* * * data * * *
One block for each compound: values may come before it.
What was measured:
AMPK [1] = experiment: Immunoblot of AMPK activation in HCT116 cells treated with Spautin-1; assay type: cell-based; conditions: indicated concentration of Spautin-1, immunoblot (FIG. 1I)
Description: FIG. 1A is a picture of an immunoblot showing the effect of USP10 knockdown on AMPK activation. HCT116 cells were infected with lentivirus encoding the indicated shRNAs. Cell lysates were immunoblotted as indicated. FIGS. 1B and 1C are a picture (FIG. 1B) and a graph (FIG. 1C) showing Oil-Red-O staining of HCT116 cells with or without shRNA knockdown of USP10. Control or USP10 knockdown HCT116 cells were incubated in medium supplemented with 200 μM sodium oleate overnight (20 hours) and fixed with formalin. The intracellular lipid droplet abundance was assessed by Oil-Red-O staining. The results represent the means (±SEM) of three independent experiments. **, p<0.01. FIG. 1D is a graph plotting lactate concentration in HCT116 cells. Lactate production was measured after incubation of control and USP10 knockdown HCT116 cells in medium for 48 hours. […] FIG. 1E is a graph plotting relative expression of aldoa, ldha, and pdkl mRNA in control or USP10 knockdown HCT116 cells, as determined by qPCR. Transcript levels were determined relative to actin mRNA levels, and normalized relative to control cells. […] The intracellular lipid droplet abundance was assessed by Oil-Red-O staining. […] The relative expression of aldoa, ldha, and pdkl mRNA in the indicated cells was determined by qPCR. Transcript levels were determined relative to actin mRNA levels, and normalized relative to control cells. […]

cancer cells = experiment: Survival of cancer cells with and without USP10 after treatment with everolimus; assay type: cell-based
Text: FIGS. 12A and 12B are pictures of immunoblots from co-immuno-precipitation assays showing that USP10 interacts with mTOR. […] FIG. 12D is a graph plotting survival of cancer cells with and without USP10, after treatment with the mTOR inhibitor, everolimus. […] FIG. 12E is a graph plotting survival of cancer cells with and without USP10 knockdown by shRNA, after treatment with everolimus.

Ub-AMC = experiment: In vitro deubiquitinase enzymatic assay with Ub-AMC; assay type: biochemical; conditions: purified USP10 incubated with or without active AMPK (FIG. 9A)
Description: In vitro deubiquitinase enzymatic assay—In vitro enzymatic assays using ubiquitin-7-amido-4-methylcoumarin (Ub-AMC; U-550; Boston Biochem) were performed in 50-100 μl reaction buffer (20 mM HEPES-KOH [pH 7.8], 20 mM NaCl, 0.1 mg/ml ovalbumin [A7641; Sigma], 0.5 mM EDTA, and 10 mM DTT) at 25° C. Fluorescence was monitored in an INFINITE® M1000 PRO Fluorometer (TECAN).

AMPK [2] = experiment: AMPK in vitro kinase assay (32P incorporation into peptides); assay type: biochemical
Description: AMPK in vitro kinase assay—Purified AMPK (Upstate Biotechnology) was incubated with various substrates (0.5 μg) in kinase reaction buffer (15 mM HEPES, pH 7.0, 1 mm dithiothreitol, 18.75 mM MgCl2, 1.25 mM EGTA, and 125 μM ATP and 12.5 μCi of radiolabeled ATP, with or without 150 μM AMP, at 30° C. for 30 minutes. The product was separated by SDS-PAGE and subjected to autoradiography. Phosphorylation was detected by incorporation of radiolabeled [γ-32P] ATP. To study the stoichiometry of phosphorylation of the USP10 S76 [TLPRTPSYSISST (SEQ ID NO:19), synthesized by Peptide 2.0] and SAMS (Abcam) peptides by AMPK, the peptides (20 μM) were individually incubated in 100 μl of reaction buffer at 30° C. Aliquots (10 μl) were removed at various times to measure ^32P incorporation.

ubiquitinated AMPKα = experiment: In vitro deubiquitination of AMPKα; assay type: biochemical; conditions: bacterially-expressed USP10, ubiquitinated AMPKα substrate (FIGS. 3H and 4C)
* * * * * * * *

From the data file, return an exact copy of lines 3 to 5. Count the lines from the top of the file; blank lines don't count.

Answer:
AMPK [1] = experiment: Immunoblot of AMPK activation in HCT116 cells treated with Spautin-1; assay type: cell-based; conditions: indicated concentration of Spautin-1, immunoblot (FIG. 1I)
Description: FIG. 1A is a picture of an immunoblot showing the effect of USP10 knockdown on AMPK activation. HCT116 cells were infected with lentivirus encoding the indicated shRNAs. Cell lysates were immunoblotted as indicated. FIGS. 1B and 1C are a picture (FIG. 1B) and a graph (FIG. 1C) showing Oil-Red-O staining of HCT116 cells with or without shRNA knockdown of USP10. Control or USP10 knockdown HCT116 cells were incubated in medium supplemented with 200 μM sodium oleate overnight (20 hours) and fixed with formalin. The intracellular lipid droplet abundance was assessed by Oil-Red-O staining. The results represent the means (±SEM) of three independent experiments. **, p<0.01. FIG. 1D is a graph plotting lactate concentration in HCT116 cells. Lactate production was measured after incubation of control and USP10 knockdown HCT116 cells in medium for 48 hours. […] FIG. 1E is a graph plotting relative expression of aldoa, ldha, and pdkl mRNA in control or USP10 knockdown HCT116 cells, as determined by qPCR. Transcript levels were determined relative to actin mRNA levels, and normalized relative to control cells. […] The intracellular lipid droplet abundance was assessed by Oil-Red-O staining. […] The relative expression of aldoa, ldha, and pdkl mRNA in the indicated cells was determined by qPCR. Transcript levels were determined relative to actin mRNA levels, and normalized relative to control cells. […]

cancer cells = experiment: Survival of cancer cells with and without USP10 after treatment with everolimus; assay type: cell-based